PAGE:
Commonwealth 2018-20: opportunities for Knowledge Quarter partners

The UK Chair-in-Office of the Commonwealth 2018-20: opportunities for Knowledge Quarter partners – a view from London School of Business and Management

‘The Commonwealth makes the world safe for diversity’ (Nelson Mandela)

The London School of Business and Management (LSBM) has in recent months engaged with key Commonwealth stakeholders including the Commonwealth Secretariat; the Association of Commonwealth Universities (of which it recently became the 500th member and whose HQ is in the Knowledge Quarter (KQ)); the Institute of Commonwealth Studies, University of London; the Commonwealth Alliance of Young Entrepreneurs; and various Commonwealth accredited organisations including the Commonwealth Businesswomen’s Network and the Commonwealth Enterprise and Investment Council. It has also had an opportunity to meet with the Cabinet Office team leading the planning and arrangements for the upcoming Heads of Government Meeting (the Commonwealth Summit) in April 2018 in London and with organisers of the parallel fora on youth, business and NGOs respectively (to be held at the QE2 Conference Centre). The UK will then assume the role of Chair-in-Office of the Commonwealth from Malta and will be succeeded by Malaysia when it hosts in 2020.

The Commonwealth’s special strength lies in its diversity and its concern for the vulnerable. Its values of democracy, development and diversity bind its members together providing a common ground to help each other which is never more needed at this fragmented, fractured and fractious moment. Its strength has been demonstrated in its great potential to influence contemporary global policies and institutions – be it the SDGs, climate change or on youth. In March 2017 when Commonwealth Trade Ministers met for the first time they engaged in substantive dialogue with the private sector in London. There was recognition of a huge trade potential due to common language, legal systems and institutions. Bilateral trade costs between Commonwealth partners are 19% lower when compared to other country pairings. Intra-Commonwealth trade is growing and is expected to surpass US$1trillion by 2020. This needs to be set against the fact that the Commonwealth is home to one third of the global youth population and over a billion women with more than half of its citizens under the age of 30. Discussions in London highlighted the interdependence of flows of goods, services, people, ideas and opportunities for knowledge and stakeholder collaboration as a critical foundation for economic and social growth,[1] echoed in meetings of IT, Finance, Women Affairs, Law, Trade and Youth Ministers since 2016.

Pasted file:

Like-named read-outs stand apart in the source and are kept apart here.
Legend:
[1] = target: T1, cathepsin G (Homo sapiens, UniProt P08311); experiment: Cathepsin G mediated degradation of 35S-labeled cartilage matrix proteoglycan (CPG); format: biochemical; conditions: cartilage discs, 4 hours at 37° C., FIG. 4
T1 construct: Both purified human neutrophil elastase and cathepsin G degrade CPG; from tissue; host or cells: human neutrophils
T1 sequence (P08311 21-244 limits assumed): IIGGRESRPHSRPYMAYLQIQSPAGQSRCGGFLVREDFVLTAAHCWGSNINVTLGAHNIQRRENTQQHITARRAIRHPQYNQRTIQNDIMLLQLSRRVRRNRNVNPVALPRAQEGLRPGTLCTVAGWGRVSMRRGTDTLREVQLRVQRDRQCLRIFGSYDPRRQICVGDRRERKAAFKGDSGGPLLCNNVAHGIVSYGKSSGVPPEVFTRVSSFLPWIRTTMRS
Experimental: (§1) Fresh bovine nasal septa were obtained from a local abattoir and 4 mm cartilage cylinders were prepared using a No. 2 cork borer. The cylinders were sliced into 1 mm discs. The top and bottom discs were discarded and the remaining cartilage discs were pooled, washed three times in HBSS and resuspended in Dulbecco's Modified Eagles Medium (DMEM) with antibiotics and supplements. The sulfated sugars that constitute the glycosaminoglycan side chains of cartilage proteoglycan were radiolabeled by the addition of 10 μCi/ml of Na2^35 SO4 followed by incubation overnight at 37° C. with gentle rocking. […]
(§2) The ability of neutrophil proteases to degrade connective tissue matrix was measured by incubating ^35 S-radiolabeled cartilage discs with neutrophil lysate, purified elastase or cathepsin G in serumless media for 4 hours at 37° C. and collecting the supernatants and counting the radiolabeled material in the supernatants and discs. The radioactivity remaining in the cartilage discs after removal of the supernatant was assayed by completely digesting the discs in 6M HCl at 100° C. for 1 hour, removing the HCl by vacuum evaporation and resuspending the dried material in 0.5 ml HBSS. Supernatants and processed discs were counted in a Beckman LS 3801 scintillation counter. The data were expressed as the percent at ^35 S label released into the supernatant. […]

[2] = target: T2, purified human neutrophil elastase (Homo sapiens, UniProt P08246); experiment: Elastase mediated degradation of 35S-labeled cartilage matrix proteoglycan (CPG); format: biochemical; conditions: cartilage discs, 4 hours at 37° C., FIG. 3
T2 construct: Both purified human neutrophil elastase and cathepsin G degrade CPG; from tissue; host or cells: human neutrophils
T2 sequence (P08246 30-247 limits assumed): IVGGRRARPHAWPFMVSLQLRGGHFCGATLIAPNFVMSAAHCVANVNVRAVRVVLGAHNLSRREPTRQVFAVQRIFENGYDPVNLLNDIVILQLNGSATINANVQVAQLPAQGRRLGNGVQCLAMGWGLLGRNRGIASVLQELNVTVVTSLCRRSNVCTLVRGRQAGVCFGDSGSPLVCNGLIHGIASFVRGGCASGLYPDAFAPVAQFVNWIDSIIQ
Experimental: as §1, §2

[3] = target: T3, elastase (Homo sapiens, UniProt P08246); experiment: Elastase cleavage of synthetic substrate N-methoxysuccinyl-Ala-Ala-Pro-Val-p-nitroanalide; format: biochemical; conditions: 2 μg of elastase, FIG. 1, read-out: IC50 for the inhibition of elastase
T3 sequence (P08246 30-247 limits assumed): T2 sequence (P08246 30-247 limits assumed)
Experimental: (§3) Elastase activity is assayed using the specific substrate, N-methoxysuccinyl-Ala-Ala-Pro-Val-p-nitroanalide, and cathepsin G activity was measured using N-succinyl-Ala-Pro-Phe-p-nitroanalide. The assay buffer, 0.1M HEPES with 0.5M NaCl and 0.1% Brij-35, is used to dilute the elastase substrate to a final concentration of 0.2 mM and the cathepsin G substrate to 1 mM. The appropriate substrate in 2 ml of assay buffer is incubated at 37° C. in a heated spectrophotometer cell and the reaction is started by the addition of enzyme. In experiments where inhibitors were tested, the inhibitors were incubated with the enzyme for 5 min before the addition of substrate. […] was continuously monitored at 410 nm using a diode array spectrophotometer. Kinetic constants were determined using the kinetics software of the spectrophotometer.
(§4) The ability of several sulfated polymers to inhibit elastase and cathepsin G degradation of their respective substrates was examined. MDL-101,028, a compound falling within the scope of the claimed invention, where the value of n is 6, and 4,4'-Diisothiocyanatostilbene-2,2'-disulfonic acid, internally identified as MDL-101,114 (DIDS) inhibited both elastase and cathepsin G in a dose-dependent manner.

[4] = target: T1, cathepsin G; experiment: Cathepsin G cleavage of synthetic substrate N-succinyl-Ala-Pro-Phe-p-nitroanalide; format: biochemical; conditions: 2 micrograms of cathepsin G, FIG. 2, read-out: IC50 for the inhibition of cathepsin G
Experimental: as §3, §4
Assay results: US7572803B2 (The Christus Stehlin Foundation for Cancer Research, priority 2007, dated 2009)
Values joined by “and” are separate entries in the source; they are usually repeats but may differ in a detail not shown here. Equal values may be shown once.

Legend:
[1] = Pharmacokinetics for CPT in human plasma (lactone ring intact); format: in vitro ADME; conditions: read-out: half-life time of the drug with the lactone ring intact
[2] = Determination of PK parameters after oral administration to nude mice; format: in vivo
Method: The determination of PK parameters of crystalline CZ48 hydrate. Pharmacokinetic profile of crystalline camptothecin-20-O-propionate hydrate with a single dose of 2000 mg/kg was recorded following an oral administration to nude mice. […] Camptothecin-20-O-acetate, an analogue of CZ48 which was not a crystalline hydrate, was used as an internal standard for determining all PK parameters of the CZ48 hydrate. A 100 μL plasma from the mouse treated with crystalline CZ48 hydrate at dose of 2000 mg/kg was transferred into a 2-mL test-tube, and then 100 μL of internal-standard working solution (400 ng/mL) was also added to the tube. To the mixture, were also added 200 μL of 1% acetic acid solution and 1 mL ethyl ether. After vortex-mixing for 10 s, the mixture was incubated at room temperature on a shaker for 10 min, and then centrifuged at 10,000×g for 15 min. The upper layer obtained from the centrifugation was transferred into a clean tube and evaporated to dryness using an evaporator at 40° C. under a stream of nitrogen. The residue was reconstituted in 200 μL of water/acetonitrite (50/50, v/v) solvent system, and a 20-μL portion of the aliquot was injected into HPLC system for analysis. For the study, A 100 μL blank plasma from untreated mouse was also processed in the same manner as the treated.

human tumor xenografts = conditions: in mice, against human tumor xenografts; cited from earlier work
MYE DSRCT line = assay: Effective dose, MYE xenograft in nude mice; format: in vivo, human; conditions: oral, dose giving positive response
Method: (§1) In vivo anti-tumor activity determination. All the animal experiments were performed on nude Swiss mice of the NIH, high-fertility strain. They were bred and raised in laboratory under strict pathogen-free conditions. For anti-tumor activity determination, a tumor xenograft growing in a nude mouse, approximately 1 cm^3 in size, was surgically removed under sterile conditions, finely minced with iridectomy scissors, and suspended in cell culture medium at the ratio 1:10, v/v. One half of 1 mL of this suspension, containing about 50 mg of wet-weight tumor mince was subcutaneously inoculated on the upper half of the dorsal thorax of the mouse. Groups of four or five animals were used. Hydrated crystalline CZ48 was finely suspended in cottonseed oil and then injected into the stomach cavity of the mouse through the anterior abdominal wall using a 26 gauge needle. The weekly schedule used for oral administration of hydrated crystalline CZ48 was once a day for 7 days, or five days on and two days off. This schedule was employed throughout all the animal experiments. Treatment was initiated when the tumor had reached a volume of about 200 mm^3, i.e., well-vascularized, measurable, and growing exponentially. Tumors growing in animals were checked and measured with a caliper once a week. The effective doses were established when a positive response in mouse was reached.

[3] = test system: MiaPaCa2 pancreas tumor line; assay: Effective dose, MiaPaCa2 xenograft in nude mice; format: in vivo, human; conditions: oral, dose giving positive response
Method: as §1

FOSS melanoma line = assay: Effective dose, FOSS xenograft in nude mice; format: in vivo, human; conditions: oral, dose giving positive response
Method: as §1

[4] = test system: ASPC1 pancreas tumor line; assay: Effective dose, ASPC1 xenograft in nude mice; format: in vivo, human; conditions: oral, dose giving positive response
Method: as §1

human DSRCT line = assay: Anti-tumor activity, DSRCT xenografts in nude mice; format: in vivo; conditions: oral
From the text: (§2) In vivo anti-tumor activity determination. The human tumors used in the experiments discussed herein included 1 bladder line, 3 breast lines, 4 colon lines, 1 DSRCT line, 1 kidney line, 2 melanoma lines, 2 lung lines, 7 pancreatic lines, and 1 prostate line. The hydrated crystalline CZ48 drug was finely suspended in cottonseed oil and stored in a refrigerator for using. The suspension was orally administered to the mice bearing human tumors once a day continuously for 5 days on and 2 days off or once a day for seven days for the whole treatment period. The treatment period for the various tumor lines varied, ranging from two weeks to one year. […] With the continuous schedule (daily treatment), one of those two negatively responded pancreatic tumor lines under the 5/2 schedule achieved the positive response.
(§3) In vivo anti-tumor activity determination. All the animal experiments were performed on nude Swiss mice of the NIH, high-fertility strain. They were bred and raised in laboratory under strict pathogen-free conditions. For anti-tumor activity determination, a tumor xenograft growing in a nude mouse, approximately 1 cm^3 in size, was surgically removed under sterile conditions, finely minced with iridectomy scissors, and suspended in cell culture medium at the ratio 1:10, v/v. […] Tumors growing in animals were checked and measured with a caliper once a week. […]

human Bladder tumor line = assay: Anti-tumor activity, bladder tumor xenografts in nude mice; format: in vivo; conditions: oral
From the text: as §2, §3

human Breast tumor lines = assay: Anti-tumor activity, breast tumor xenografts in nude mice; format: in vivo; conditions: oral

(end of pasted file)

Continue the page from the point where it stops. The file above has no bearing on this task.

When the last Commonwealth Summit was hosted in the UK in 1997 (in a far less connected world) there was no role for the host Government as the role of Chair did not exist. LSBM strongly feels that there are now several opportunities emerging for the KQ with the UK hosting the Summit and assuming the Chair. These include supporting the internationalisation of partners both in an outward and inward sense; reinforcing London’s position in a post Brexit world; and in engaging with the UK Government during its term as Commonwealth Chair. There is also an opportunity to tap into the growth of the 2nd and 3rd generation diaspora characterised in a tweet from a Conservative Secretary of State for Communities and Local Government to a Labour Mayor of London on 06 May 2016.[2]

Arif Zaman, Deputy Director of the Centre for Research and Enterprise and Lecturer and Module Leader at LSBM, is proposing to convene a small informal working group of interested KQ partners in September to articulate potential opportunities for the KQ prior to reporting back to the Knowledge Quarter Steering Group and a meeting with the Cabinet Office before the end of the year.

If you’re interested in being part of this working group then please contact Arif directly on by Friday 22nd September.